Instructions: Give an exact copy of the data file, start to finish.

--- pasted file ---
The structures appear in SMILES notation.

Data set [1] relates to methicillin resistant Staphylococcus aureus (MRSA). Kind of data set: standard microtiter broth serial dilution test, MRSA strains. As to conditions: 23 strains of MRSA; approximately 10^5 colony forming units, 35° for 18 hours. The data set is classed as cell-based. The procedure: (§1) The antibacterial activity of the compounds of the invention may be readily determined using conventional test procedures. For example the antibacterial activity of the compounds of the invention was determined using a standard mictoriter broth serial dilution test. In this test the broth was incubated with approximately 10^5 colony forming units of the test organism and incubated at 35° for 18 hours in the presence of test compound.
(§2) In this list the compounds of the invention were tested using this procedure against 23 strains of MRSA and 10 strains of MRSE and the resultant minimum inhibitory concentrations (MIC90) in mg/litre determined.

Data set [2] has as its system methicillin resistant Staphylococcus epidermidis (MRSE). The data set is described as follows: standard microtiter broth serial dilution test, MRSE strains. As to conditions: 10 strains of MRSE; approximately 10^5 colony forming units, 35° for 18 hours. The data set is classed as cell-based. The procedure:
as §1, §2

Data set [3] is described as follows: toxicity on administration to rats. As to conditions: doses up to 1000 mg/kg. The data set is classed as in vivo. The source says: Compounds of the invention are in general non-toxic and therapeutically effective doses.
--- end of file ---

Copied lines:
The structures appear in SMILES notation.

Data set [1] relates to methicillin resistant Staphylococcus aureus (MRSA). Kind of data set: standard microtiter broth serial dilution test, MRSA strains. As to conditions: 23 strains of MRSA; approximately 10^5 colony forming units, 35° for 18 hours. The data set is classed as cell-based. The procedure: (§1) The antibacterial activity of the compounds of the invention may be readily determined using conventional test procedures. For example the antibacterial activity of the compounds of the invention was determined using a standard mictoriter broth serial dilution test. In this test the broth was incubated with approximately 10^5 colony forming units of the test organism and incubated at 35° for 18 hours in the presence of test compound.
(§2) In this list the compounds of the invention were tested using this procedure against 23 strains of MRSA and 10 strains of MRSE and the resultant minimum inhibitory concentrations (MIC90) in mg/litre determined.

Data set [2] has as its system methicillin resistant Staphylococcus epidermidis (MRSE). The data set is described as follows: standard microtiter broth serial dilution test, MRSE strains. As to conditions: 10 strains of MRSE; approximately 10^5 colony forming units, 35° for 18 hours. The data set is classed as cell-based. The procedure:
as §1, §2

Data set [3] is described as follows: toxicity on administration to rats. As to conditions: doses up to 1000 mg/kg. The data set is classed as in vivo. The source says: Compounds of the invention are in general non-toxic and therapeutically effective doses.